Our management, including our Chief Executive Officer and Chief Financial Officer, does not expect that our Disclosure Controls and internal controls will prevent all errors and all fraud. A control system, no matter how well conceived and operated, can provide only reasonable, not absolute, assurance that the objectives of the control system are met. Further, the design of a control system must reflect the fact that there are resource constraints, and the benefits of controls must be considered relative to their costs. Because of the inherent limitations in all control systems, no evaluation of controls can provide absolute assurance that all control issues and instances of fraud, if any, within the Company have been detected. These inherent limitations include the realities that judgments in decision-making can be faulty, and that breakdowns can occur because of a simple error or mistake. Additionally, controls can be circumvented by the individual acts of some persons, by collusion of two or more people, or by management or board override of the control.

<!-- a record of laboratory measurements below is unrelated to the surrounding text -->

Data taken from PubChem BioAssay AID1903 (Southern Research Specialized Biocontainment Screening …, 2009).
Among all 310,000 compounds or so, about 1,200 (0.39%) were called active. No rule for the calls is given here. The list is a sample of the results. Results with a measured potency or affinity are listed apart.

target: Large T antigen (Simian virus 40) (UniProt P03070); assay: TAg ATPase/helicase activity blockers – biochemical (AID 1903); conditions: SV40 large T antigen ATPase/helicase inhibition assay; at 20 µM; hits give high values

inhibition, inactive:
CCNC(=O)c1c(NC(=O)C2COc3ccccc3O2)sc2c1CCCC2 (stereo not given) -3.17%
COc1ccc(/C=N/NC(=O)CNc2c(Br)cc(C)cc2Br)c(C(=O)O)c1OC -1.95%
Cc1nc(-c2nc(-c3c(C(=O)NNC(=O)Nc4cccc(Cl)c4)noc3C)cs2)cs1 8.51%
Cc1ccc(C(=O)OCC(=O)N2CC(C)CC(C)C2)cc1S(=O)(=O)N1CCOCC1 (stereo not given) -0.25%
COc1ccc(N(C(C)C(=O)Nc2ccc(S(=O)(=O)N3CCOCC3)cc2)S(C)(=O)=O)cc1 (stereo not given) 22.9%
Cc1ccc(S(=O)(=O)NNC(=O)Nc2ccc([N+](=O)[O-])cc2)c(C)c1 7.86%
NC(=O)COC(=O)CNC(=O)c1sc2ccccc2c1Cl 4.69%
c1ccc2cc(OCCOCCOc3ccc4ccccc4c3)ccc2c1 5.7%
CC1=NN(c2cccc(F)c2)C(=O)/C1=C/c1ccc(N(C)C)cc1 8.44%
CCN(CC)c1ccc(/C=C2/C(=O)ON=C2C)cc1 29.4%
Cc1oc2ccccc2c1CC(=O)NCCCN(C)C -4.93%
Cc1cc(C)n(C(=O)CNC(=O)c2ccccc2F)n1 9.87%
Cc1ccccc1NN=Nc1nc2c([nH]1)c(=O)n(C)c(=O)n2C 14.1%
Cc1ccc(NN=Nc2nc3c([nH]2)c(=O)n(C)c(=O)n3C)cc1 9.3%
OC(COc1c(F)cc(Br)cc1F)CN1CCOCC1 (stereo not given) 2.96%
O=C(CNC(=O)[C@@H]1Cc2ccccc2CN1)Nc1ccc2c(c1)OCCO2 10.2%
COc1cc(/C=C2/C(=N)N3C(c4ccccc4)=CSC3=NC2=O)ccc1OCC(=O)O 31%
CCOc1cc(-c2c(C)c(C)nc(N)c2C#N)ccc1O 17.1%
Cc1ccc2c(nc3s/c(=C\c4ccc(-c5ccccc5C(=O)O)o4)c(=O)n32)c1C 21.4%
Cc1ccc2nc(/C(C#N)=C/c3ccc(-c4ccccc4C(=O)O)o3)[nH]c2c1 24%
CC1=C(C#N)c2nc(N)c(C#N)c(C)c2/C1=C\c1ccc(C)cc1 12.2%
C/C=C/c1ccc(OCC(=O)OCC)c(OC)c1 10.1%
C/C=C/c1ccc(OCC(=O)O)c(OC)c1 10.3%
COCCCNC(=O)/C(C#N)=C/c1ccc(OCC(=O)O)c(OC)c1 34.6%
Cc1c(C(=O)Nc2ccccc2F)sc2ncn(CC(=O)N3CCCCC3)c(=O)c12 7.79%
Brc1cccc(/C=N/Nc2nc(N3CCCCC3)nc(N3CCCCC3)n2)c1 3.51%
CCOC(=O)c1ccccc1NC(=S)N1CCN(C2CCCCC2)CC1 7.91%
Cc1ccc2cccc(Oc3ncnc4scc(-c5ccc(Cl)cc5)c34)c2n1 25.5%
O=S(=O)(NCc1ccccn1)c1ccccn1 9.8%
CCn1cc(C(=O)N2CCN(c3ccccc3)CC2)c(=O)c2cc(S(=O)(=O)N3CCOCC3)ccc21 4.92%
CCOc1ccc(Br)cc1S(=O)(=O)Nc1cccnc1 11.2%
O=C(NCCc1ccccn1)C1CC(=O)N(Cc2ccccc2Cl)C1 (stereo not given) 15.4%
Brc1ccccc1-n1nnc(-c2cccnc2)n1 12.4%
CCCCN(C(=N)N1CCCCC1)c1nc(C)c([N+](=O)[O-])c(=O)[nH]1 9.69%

The design of any system of controls also is based in part upon certain assumptions about the likelihood of future events, and there can be no assurance that any design will succeed in achieving its stated goals under all potential future conditions; over time, controls may become inadequate because of changes in conditions, or the degree of compliance with the policies or procedures may deteriorate. Because of the inherent limitations in a cost-effective control system, misstatements due to error or fraud may occur and not be detected.

Chief Executive Officer and Chief Financial Officer Certifications